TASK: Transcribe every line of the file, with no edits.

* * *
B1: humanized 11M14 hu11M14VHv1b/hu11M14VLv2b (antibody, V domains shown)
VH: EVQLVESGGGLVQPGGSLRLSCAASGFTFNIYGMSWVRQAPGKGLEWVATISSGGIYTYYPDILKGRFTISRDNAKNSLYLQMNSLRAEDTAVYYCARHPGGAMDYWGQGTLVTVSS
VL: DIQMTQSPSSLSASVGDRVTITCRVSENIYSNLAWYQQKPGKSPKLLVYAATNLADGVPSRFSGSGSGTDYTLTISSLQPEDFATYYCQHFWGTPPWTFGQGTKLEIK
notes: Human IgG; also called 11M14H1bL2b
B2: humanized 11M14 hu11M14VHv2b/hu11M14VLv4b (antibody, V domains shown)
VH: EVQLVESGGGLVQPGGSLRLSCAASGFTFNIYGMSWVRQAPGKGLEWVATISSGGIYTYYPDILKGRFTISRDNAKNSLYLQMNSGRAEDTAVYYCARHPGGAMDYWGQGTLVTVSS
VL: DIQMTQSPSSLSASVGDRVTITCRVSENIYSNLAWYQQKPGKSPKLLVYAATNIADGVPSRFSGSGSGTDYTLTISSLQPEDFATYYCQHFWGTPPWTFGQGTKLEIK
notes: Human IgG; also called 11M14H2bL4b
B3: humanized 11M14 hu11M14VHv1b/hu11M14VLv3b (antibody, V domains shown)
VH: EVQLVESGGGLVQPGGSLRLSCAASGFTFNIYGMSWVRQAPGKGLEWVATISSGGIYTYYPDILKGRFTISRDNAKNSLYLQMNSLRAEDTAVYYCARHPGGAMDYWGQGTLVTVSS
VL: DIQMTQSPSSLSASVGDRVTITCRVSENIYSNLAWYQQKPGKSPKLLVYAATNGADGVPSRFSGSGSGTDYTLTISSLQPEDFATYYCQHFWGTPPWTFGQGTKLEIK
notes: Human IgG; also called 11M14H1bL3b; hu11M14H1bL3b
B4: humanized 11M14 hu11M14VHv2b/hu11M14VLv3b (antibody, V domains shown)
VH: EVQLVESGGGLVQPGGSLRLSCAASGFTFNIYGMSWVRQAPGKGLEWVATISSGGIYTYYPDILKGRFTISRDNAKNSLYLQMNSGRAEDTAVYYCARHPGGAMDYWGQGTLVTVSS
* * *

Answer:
B1: humanized 11M14 hu11M14VHv1b/hu11M14VLv2b (antibody, V domains shown)
VH: EVQLVESGGGLVQPGGSLRLSCAASGFTFNIYGMSWVRQAPGKGLEWVATISSGGIYTYYPDILKGRFTISRDNAKNSLYLQMNSLRAEDTAVYYCARHPGGAMDYWGQGTLVTVSS
VL: DIQMTQSPSSLSASVGDRVTITCRVSENIYSNLAWYQQKPGKSPKLLVYAATNLADGVPSRFSGSGSGTDYTLTISSLQPEDFATYYCQHFWGTPPWTFGQGTKLEIK
notes: Human IgG; also called 11M14H1bL2b
B2: humanized 11M14 hu11M14VHv2b/hu11M14VLv4b (antibody, V domains shown)
VH: EVQLVESGGGLVQPGGSLRLSCAASGFTFNIYGMSWVRQAPGKGLEWVATISSGGIYTYYPDILKGRFTISRDNAKNSLYLQMNSGRAEDTAVYYCARHPGGAMDYWGQGTLVTVSS
VL: DIQMTQSPSSLSASVGDRVTITCRVSENIYSNLAWYQQKPGKSPKLLVYAATNIADGVPSRFSGSGSGTDYTLTISSLQPEDFATYYCQHFWGTPPWTFGQGTKLEIK
notes: Human IgG; also called 11M14H2bL4b
B3: humanized 11M14 hu11M14VHv1b/hu11M14VLv3b (antibody, V domains shown)
VH: EVQLVESGGGLVQPGGSLRLSCAASGFTFNIYGMSWVRQAPGKGLEWVATISSGGIYTYYPDILKGRFTISRDNAKNSLYLQMNSLRAEDTAVYYCARHPGGAMDYWGQGTLVTVSS
VL: DIQMTQSPSSLSASVGDRVTITCRVSENIYSNLAWYQQKPGKSPKLLVYAATNGADGVPSRFSGSGSGTDYTLTISSLQPEDFATYYCQHFWGTPPWTFGQGTKLEIK
notes: Human IgG; also called 11M14H1bL3b; hu11M14H1bL3b
B4: humanized 11M14 hu11M14VHv2b/hu11M14VLv3b (antibody, V domains shown)
VH: EVQLVESGGGLVQPGGSLRLSCAASGFTFNIYGMSWVRQAPGKGLEWVATISSGGIYTYYPDILKGRFTISRDNAKNSLYLQMNSGRAEDTAVYYCARHPGGAMDYWGQGTLVTVSS